By Bob Nisbet
Why can’t we see some shows that were made long ago and
are no longer being published? Also why can’t we get some foreign-
made films and show them on the A. & M. campus as lots of
other colleges having such a program?
There are many answers to these questions, but perhaps the
most astonishing answer to all queries Is that just such a thing is being
done at A. & M. starting the second week in February.
Several of the faculty members.
having taken an interest in seeing
these films, recently sent out a
mimeographed sheet to all the fac
ulty asking their support in the
movement. Over 100 have signified
their approval, by argeeing to sub
mit a subscription fee of $1.00.
This amount will guarantee the
showing of at least five pictures
to be selected at a date in the near
Membership, this year at least,
will be restricted to college staff
members and their wives. Since the
shows will be of the type as to
attract adult interest only, it was
thought v st not to include stu-
Mr. Homer A. F r
retary and exei
the Fort Worth .-mor-
ity, will address student chap
ter of the American Socie^j r fT
Civil Engineers Thursday
obtained will probably
most all of foreign make and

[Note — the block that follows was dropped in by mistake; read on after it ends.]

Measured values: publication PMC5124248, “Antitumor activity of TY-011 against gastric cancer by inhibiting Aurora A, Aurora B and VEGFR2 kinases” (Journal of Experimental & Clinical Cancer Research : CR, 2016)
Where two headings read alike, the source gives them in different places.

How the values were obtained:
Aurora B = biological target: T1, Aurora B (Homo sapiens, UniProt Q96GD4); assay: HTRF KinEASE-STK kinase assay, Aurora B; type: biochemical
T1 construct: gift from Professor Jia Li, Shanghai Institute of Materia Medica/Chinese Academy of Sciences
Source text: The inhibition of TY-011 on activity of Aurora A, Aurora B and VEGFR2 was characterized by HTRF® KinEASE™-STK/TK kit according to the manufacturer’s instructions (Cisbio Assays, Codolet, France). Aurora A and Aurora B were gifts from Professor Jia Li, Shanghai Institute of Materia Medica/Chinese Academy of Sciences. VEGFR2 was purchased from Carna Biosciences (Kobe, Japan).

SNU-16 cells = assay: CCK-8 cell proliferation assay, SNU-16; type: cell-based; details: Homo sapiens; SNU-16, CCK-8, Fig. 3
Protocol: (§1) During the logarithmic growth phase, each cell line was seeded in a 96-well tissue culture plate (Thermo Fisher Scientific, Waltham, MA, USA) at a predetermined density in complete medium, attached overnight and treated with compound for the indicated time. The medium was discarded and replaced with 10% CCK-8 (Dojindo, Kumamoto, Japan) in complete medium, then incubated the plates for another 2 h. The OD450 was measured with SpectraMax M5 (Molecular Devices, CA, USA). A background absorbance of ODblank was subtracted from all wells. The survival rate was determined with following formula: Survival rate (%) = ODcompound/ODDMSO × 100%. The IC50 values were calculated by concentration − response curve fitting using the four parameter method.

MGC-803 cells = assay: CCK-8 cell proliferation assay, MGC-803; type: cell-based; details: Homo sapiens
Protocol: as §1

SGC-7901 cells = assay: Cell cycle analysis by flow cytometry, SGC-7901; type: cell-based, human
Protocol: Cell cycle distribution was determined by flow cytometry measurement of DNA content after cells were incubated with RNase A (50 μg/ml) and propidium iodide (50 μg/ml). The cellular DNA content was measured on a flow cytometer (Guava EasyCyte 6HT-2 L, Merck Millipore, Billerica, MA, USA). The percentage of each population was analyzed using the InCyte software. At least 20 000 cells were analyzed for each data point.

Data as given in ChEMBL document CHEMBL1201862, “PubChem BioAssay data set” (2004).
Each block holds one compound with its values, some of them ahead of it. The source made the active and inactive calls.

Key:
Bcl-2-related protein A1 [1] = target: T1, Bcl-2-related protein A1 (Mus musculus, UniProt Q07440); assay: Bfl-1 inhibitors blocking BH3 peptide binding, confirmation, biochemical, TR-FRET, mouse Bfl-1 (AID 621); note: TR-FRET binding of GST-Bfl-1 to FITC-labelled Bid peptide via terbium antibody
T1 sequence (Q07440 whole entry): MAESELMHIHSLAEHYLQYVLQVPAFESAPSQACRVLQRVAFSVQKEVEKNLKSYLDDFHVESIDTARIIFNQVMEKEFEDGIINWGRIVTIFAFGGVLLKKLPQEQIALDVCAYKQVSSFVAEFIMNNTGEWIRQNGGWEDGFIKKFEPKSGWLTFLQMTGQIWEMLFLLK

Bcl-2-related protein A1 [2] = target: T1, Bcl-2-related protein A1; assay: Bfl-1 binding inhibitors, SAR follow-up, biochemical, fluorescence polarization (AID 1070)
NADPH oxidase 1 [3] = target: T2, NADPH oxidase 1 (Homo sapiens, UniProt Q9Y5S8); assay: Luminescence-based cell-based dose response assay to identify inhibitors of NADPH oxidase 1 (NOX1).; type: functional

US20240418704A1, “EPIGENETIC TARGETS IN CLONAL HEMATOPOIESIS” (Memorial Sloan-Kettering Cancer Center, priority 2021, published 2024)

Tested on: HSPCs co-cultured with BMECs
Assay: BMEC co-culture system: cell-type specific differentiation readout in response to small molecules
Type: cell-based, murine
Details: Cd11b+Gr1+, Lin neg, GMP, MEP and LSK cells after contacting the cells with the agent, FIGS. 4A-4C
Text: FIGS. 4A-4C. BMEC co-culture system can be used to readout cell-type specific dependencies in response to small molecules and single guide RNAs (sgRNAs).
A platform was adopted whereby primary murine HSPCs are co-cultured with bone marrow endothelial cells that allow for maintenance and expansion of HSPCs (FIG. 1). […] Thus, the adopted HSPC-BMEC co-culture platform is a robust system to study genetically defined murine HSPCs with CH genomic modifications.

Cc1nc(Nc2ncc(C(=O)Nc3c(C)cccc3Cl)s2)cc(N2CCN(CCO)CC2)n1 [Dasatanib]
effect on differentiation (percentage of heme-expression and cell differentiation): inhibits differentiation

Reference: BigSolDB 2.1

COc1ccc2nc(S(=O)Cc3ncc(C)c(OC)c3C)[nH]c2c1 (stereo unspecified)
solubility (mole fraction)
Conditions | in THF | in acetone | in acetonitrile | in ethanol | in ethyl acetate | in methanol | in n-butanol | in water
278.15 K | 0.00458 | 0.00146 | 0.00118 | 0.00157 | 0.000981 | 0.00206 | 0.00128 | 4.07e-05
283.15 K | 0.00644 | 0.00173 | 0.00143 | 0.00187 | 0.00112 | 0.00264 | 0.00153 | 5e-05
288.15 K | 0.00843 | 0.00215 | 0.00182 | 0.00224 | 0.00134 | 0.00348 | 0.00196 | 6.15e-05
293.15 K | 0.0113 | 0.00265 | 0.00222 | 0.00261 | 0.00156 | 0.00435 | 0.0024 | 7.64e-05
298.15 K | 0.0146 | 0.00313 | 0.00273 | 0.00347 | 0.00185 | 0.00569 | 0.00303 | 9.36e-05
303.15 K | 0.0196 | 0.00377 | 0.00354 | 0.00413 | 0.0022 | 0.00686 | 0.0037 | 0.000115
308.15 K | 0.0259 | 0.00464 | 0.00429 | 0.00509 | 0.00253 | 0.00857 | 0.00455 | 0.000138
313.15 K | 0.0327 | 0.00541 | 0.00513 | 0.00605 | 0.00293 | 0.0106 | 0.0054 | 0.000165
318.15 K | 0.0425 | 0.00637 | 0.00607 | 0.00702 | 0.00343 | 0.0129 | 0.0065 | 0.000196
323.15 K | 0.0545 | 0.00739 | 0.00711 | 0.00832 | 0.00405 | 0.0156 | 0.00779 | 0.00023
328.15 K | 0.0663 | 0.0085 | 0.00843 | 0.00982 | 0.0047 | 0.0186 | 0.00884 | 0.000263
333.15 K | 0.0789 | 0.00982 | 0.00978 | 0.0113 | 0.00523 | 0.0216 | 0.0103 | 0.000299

on 16 milimeter film. Since there is
no projector in the Assembly Hall
that will show this size picture, it
c'Jrf been necessary to arrange for
6:30 in the Civil Engineering le ; 9 - jh'rws in the Animal Industries
ture room. The talk will concern _ (ire., room. Hence the member-
the Federal Housing Program and jp will be restricted to not more
its benefit to Fort Worth. j r , (Continued on page 4)
Oil Well “Jeep” Will Be
Demonstrated At A. & M.
The Halliburton Oil Company of
Houston has consented to send
their “Jeep”, a piece of electrical
machinery developed by the com
pany, to aid oil well drilling along
with a crew to operate it, to put
on an exhibition in the advanced
Petroleum Engineering drill
ground behind the Petroleum-
Geology building here Friday aft
ernoon from 1:00 to 6:00 p. m.
With the “Jeep” electrical meas
urements are taken in oil wells to
determine the nature of the for
mations penetrated in drilling, and
the type of fluid contained in these
The machine records electrical
diagrams automatically by means